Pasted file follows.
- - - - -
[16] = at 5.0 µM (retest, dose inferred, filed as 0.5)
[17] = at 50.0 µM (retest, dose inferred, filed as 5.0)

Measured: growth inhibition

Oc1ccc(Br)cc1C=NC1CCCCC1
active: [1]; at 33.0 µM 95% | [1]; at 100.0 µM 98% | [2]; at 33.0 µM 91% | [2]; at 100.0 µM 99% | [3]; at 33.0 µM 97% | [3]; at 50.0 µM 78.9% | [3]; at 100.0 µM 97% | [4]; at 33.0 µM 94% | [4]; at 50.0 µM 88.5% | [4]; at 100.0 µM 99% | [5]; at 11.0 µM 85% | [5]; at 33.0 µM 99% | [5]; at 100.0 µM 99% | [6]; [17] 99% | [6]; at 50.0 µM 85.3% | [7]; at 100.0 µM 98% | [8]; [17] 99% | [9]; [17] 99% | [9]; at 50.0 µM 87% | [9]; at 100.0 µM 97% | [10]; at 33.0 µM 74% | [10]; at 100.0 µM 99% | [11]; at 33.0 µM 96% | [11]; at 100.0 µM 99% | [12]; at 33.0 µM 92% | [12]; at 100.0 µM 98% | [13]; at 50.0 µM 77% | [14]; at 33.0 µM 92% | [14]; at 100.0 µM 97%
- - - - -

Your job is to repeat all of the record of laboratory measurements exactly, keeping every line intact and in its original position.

[16] = at 5.0 µM (retest, dose inferred, filed as 0.5)
[17] = at 50.0 µM (retest, dose inferred, filed as 5.0)

Measured: growth inhibition

Oc1ccc(Br)cc1C=NC1CCCCC1
active: [1]; at 33.0 µM 95% | [1]; at 100.0 µM 98% | [2]; at 33.0 µM 91% | [2]; at 100.0 µM 99% | [3]; at 33.0 µM 97% | [3]; at 50.0 µM 78.9% | [3]; at 100.0 µM 97% | [4]; at 33.0 µM 94% | [4]; at 50.0 µM 88.5% | [4]; at 100.0 µM 99% | [5]; at 11.0 µM 85% | [5]; at 33.0 µM 99% | [5]; at 100.0 µM 99% | [6]; [17] 99% | [6]; at 50.0 µM 85.3% | [7]; at 100.0 µM 98% | [8]; [17] 99% | [9]; [17] 99% | [9]; at 50.0 µM 87% | [9]; at 100.0 µM 97% | [10]; at 33.0 µM 74% | [10]; at 100.0 µM 99% | [11]; at 33.0 µM 96% | [11]; at 100.0 µM 99% | [12]; at 33.0 µM 92% | [12]; at 100.0 µM 98% | [13]; at 50.0 µM 77% | [14]; at 33.0 µM 92% | [14]; at 100.0 µM 97%